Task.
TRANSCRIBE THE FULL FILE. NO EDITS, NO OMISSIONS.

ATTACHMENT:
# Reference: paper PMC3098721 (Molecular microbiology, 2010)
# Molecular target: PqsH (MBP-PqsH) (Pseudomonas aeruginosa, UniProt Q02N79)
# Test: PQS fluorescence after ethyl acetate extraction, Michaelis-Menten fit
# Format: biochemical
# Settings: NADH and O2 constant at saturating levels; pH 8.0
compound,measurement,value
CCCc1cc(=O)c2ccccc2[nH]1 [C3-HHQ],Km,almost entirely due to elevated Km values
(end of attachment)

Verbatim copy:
# Reference: paper PMC3098721 (Molecular microbiology, 2010)
# Molecular target: PqsH (MBP-PqsH) (Pseudomonas aeruginosa, UniProt Q02N79)
# Test: PQS fluorescence after ethyl acetate extraction, Michaelis-Menten fit
# Format: biochemical
# Settings: NADH and O2 constant at saturating levels; pH 8.0
compound,measurement,value
CCCc1cc(=O)c2ccccc2[nH]1 [C3-HHQ],Km,almost entirely due to elevated Km values